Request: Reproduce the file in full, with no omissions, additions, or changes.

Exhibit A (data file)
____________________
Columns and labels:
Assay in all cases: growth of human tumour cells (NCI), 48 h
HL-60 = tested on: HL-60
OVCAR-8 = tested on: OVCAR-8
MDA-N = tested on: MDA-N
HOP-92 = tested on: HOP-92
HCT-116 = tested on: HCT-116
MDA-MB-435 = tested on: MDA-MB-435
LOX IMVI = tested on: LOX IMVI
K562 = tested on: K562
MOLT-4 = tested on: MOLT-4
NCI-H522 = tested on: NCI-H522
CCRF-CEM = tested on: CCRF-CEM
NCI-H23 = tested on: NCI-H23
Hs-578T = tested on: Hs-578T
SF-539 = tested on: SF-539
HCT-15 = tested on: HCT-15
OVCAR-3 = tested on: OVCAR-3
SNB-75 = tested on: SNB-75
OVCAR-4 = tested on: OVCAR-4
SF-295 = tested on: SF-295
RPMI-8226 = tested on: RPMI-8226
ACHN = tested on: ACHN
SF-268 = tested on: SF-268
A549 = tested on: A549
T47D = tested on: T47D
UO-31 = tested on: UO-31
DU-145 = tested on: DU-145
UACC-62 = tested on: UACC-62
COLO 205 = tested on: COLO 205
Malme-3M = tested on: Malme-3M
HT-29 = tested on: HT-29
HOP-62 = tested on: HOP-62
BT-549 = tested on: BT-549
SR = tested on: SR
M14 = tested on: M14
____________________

Columns and labels:
Assay in all cases: growth of human tumour cells (NCI), 48 h
HL-60 = tested on: HL-60
OVCAR-8 = tested on: OVCAR-8
MDA-N = tested on: MDA-N
HOP-92 = tested on: HOP-92
HCT-116 = tested on: HCT-116
MDA-MB-435 = tested on: MDA-MB-435
LOX IMVI = tested on: LOX IMVI
K562 = tested on: K562
MOLT-4 = tested on: MOLT-4
NCI-H522 = tested on: NCI-H522
CCRF-CEM = tested on: CCRF-CEM
NCI-H23 = tested on: NCI-H23
Hs-578T = tested on: Hs-578T
SF-539 = tested on: SF-539
HCT-15 = tested on: HCT-15
OVCAR-3 = tested on: OVCAR-3
SNB-75 = tested on: SNB-75
OVCAR-4 = tested on: OVCAR-4
SF-295 = tested on: SF-295
RPMI-8226 = tested on: RPMI-8226
ACHN = tested on: ACHN
SF-268 = tested on: SF-268
A549 = tested on: A549
T47D = tested on: T47D
UO-31 = tested on: UO-31
DU-145 = tested on: DU-145
UACC-62 = tested on: UACC-62
COLO 205 = tested on: COLO 205
Malme-3M = tested on: Malme-3M
HT-29 = tested on: HT-29
HOP-62 = tested on: HOP-62
BT-549 = tested on: BT-549
SR = tested on: SR
M14 = tested on: M14